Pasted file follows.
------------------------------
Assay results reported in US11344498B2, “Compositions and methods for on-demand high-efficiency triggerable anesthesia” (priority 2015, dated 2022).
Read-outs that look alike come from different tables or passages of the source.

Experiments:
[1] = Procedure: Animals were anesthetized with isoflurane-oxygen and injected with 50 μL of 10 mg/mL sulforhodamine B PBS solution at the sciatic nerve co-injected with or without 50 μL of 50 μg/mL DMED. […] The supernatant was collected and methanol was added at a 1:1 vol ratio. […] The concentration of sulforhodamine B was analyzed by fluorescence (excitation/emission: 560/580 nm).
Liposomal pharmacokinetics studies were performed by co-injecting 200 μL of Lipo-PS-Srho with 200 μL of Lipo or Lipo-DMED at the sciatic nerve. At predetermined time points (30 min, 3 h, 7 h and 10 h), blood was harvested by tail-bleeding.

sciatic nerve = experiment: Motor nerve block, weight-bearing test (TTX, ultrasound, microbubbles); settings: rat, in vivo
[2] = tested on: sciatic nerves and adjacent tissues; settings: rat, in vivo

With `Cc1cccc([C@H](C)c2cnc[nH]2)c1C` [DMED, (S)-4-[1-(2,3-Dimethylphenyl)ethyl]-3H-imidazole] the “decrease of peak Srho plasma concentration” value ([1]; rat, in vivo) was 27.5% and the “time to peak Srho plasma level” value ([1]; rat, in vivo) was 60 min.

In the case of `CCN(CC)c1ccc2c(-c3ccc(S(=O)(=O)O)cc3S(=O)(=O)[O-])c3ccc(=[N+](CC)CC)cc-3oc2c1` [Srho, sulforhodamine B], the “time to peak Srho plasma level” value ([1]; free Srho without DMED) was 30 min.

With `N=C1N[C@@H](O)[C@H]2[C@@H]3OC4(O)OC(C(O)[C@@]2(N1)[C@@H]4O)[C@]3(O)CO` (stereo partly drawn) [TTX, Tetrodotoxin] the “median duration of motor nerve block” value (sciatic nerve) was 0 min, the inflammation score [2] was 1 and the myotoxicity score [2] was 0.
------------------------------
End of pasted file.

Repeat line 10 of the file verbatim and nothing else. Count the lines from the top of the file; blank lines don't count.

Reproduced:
With `N=C1N[C@@H](O)[C@H]2[C@@H]3OC4(O)OC(C(O)[C@@]2(N1)[C@@H]4O)[C@]3(O)CO` (stereo partly drawn) [TTX, Tetrodotoxin] the “median duration of motor nerve block” value (sciatic nerve) was 0 min, the inflammation score [2] was 1 and the myotoxicity score [2] was 0.